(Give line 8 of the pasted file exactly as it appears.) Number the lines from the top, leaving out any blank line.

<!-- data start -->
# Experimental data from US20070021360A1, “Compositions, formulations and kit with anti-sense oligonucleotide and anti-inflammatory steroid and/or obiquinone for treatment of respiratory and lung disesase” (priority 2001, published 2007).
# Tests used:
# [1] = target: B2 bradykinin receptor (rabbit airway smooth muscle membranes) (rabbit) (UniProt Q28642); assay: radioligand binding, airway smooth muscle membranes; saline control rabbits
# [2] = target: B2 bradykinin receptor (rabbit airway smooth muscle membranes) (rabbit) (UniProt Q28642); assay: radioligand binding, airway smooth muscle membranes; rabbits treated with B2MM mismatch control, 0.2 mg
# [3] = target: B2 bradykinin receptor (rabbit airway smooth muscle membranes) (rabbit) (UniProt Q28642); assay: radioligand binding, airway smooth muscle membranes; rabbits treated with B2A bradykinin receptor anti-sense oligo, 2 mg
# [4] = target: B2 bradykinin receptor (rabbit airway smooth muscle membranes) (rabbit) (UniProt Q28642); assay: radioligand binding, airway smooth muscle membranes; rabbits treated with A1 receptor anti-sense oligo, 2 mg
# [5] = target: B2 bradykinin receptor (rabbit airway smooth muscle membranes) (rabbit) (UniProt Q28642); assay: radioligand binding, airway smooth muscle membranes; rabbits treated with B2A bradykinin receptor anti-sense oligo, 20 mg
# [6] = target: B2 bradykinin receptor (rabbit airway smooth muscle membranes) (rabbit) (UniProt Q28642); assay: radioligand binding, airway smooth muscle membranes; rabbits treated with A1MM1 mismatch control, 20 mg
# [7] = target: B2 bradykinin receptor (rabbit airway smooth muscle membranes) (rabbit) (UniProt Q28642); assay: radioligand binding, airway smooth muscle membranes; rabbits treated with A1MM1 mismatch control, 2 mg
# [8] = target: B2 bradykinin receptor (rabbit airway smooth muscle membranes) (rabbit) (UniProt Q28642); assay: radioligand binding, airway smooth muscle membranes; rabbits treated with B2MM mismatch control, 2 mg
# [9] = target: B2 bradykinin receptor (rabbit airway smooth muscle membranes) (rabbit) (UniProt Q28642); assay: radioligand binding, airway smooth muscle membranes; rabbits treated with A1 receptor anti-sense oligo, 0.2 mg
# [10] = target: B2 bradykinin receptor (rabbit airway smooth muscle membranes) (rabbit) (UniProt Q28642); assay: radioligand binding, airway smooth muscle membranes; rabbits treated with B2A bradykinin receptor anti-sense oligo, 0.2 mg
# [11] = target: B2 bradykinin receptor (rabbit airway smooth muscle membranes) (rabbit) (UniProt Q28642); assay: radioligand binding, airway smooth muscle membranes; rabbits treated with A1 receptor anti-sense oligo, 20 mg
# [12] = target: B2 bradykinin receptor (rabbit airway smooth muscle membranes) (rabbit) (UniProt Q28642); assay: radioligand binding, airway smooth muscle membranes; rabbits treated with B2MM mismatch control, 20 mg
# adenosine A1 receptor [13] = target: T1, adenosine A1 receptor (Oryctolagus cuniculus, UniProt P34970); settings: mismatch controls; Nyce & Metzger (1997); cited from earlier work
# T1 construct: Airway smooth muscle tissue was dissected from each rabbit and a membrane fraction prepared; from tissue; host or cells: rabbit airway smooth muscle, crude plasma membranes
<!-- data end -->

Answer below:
# [6] = target: B2 bradykinin receptor (rabbit airway smooth muscle membranes) (rabbit) (UniProt Q28642); assay: radioligand binding, airway smooth muscle membranes; rabbits treated with A1MM1 mismatch control, 20 mg